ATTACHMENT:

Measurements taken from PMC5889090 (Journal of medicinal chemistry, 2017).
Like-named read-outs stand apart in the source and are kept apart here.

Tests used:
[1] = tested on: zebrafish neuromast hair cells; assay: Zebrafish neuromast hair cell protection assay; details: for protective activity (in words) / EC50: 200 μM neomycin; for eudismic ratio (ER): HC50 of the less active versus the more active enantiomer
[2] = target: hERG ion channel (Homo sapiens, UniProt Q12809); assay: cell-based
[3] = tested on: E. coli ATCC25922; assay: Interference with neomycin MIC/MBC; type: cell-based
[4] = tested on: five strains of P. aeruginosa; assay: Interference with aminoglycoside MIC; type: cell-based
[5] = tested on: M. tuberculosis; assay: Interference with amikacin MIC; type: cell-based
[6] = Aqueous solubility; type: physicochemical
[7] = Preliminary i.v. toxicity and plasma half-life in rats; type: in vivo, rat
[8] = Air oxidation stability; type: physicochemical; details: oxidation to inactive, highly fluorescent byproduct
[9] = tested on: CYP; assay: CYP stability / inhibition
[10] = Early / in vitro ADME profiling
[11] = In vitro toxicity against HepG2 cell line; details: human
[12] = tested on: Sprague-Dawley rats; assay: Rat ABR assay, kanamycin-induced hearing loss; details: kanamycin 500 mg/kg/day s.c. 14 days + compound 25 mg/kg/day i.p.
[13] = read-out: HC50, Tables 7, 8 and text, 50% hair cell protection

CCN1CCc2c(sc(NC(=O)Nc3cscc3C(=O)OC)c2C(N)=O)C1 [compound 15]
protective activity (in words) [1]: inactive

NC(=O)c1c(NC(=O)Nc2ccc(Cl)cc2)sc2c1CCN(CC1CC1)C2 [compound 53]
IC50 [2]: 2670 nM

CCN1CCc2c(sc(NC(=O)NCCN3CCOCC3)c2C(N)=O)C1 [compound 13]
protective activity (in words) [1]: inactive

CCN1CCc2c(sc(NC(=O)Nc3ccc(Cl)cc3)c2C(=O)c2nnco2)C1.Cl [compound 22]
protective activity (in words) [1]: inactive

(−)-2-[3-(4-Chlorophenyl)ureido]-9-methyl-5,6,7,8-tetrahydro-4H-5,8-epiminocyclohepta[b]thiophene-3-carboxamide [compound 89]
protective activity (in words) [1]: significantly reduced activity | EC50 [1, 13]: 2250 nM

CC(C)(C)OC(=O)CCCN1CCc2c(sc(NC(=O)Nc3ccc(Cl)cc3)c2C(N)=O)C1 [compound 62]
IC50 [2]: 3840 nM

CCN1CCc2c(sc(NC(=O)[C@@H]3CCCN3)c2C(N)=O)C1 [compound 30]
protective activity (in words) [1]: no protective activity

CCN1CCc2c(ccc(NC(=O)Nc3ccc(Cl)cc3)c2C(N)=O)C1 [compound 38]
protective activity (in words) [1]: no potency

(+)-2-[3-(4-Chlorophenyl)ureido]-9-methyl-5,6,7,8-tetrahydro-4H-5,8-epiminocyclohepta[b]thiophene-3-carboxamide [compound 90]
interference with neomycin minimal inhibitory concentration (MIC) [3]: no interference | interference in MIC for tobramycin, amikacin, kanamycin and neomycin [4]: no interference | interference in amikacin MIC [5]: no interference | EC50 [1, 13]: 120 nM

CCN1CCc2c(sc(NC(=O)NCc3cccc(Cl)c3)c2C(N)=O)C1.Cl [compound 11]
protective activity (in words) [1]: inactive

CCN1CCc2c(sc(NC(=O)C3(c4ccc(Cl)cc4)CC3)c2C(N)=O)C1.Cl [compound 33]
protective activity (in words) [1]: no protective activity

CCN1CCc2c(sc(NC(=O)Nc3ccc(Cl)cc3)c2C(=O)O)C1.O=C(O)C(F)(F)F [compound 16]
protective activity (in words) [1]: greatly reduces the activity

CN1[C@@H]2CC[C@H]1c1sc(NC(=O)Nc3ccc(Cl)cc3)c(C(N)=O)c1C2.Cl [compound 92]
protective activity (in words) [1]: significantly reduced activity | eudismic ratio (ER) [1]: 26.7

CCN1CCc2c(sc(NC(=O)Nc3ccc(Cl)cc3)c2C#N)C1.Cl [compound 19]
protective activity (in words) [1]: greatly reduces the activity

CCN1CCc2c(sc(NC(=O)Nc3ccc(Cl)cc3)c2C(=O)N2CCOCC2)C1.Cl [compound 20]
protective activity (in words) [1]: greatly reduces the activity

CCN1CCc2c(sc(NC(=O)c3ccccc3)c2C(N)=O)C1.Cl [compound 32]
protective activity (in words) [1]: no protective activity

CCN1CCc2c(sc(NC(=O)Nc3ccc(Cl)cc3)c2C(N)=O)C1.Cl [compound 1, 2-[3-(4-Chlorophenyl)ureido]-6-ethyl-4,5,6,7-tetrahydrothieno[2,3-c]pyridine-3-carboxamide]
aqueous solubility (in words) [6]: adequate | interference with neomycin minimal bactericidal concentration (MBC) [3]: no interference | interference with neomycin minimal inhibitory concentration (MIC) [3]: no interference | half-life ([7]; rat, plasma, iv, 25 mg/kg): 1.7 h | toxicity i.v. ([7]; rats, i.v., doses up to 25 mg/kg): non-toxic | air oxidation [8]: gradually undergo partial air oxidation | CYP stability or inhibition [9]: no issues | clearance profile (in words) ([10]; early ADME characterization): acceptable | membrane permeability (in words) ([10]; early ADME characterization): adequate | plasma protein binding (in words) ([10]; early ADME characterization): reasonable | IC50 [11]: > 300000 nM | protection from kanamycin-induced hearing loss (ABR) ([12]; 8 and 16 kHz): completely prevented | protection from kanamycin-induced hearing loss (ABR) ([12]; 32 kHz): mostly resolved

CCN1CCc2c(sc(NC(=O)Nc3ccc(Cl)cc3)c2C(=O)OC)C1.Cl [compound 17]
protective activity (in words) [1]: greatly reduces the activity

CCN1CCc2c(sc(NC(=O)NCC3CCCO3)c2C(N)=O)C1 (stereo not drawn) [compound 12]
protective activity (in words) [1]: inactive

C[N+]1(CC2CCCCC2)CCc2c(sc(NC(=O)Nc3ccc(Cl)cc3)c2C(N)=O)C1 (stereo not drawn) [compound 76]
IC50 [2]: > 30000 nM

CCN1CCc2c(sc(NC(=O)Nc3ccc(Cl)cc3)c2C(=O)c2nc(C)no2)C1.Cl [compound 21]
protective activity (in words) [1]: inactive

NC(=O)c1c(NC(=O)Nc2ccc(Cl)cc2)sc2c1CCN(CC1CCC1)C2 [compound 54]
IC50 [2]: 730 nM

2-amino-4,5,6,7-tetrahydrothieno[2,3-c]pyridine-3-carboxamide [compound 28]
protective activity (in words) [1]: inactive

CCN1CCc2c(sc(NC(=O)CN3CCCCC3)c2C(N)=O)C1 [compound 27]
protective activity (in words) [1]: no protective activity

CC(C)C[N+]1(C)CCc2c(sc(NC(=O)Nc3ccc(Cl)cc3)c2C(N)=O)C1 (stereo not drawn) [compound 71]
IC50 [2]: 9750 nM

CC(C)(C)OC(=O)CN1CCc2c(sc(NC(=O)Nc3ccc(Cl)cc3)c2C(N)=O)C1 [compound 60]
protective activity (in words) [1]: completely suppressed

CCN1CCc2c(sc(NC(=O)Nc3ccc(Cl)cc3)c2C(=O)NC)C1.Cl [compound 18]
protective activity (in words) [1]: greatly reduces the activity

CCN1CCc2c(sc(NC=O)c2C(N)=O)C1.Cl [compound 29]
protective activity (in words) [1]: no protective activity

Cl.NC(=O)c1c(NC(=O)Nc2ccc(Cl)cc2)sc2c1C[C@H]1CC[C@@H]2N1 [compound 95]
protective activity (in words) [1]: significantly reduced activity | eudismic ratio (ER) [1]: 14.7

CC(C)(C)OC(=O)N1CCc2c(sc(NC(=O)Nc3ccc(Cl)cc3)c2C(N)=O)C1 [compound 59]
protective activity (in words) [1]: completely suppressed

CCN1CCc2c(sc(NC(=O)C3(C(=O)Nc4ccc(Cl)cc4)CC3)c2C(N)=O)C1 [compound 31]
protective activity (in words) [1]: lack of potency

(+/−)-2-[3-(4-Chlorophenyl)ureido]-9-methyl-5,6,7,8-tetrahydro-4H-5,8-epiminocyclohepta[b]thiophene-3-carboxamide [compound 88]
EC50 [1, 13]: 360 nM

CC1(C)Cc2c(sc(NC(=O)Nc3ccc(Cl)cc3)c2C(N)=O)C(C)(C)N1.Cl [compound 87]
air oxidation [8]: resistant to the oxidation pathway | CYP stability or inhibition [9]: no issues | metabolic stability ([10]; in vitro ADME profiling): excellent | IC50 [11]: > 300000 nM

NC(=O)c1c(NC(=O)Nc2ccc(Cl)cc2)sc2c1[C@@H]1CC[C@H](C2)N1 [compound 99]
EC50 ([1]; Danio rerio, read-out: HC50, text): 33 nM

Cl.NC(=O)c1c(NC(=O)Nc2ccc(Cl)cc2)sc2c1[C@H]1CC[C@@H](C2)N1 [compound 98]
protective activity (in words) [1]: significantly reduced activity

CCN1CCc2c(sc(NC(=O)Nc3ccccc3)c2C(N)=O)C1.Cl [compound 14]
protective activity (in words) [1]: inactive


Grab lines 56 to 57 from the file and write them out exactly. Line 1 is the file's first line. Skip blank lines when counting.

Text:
IC50 [2]: > 30000 nM

CCN1CCc2c(sc(NC(=O)Nc3ccc(Cl)cc3)c2C(=O)c2nc(C)no2)C1.Cl [compound 21]